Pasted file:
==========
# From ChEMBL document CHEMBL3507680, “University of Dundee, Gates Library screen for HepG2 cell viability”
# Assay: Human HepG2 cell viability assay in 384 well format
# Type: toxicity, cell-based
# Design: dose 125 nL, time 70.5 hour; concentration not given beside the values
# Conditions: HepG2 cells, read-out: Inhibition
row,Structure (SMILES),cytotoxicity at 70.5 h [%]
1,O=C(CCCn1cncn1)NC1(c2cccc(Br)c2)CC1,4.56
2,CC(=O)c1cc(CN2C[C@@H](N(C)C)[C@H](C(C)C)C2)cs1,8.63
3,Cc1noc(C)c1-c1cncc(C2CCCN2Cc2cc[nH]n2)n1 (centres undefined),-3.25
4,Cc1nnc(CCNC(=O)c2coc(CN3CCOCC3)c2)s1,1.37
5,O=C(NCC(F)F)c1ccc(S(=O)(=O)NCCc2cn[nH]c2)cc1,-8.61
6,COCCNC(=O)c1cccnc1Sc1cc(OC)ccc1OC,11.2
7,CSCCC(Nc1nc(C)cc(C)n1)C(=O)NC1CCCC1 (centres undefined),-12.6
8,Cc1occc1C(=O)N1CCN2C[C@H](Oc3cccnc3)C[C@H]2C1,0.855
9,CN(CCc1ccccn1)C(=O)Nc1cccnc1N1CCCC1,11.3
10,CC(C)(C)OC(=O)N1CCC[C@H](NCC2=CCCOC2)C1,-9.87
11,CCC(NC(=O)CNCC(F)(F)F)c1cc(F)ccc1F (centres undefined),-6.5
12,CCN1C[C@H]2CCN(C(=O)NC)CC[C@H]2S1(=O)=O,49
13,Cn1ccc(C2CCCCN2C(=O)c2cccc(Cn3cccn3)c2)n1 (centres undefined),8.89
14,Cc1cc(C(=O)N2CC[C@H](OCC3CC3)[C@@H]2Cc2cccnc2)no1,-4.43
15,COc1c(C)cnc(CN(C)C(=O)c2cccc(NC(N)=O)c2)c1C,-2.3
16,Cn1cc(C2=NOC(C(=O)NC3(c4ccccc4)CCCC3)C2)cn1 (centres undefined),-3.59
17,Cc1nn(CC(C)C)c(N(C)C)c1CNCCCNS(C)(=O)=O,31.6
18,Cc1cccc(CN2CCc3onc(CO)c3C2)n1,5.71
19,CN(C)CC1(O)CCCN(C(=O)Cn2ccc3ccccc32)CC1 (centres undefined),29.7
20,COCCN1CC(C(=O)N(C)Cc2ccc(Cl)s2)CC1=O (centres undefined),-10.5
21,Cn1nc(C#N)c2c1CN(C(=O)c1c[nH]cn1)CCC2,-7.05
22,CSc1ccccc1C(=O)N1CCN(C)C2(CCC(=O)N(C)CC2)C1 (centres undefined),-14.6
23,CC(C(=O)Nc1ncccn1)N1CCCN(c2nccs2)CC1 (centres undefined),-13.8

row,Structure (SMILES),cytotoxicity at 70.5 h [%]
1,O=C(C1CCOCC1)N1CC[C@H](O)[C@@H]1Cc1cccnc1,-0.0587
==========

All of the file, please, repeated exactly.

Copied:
# From ChEMBL document CHEMBL3507680, “University of Dundee, Gates Library screen for HepG2 cell viability”
# Assay: Human HepG2 cell viability assay in 384 well format
# Type: toxicity, cell-based
# Design: dose 125 nL, time 70.5 hour; concentration not given beside the values
# Conditions: HepG2 cells, read-out: Inhibition
row,Structure (SMILES),cytotoxicity at 70.5 h [%]
1,O=C(CCCn1cncn1)NC1(c2cccc(Br)c2)CC1,4.56
2,CC(=O)c1cc(CN2C[C@@H](N(C)C)[C@H](C(C)C)C2)cs1,8.63
3,Cc1noc(C)c1-c1cncc(C2CCCN2Cc2cc[nH]n2)n1 (centres undefined),-3.25
4,Cc1nnc(CCNC(=O)c2coc(CN3CCOCC3)c2)s1,1.37
5,O=C(NCC(F)F)c1ccc(S(=O)(=O)NCCc2cn[nH]c2)cc1,-8.61
6,COCCNC(=O)c1cccnc1Sc1cc(OC)ccc1OC,11.2
7,CSCCC(Nc1nc(C)cc(C)n1)C(=O)NC1CCCC1 (centres undefined),-12.6
8,Cc1occc1C(=O)N1CCN2C[C@H](Oc3cccnc3)C[C@H]2C1,0.855
9,CN(CCc1ccccn1)C(=O)Nc1cccnc1N1CCCC1,11.3
10,CC(C)(C)OC(=O)N1CCC[C@H](NCC2=CCCOC2)C1,-9.87
11,CCC(NC(=O)CNCC(F)(F)F)c1cc(F)ccc1F (centres undefined),-6.5
12,CCN1C[C@H]2CCN(C(=O)NC)CC[C@H]2S1(=O)=O,49
13,Cn1ccc(C2CCCCN2C(=O)c2cccc(Cn3cccn3)c2)n1 (centres undefined),8.89
14,Cc1cc(C(=O)N2CC[C@H](OCC3CC3)[C@@H]2Cc2cccnc2)no1,-4.43
15,COc1c(C)cnc(CN(C)C(=O)c2cccc(NC(N)=O)c2)c1C,-2.3
16,Cn1cc(C2=NOC(C(=O)NC3(c4ccccc4)CCCC3)C2)cn1 (centres undefined),-3.59
17,Cc1nn(CC(C)C)c(N(C)C)c1CNCCCNS(C)(=O)=O,31.6
18,Cc1cccc(CN2CCc3onc(CO)c3C2)n1,5.71
19,CN(C)CC1(O)CCCN(C(=O)Cn2ccc3ccccc32)CC1 (centres undefined),29.7
20,COCCN1CC(C(=O)N(C)Cc2ccc(Cl)s2)CC1=O (centres undefined),-10.5
21,Cn1nc(C#N)c2c1CN(C(=O)c1c[nH]cn1)CCC2,-7.05
22,CSc1ccccc1C(=O)N1CCN(C)C2(CCC(=O)N(C)CC2)C1 (centres undefined),-14.6
23,CC(C(=O)Nc1ncccn1)N1CCCN(c2nccs2)CC1 (centres undefined),-13.8

row,Structure (SMILES),cytotoxicity at 70.5 h [%]
1,O=C(C1CCOCC1)N1CC[C@H](O)[C@@H]1Cc1cccnc1,-0.0587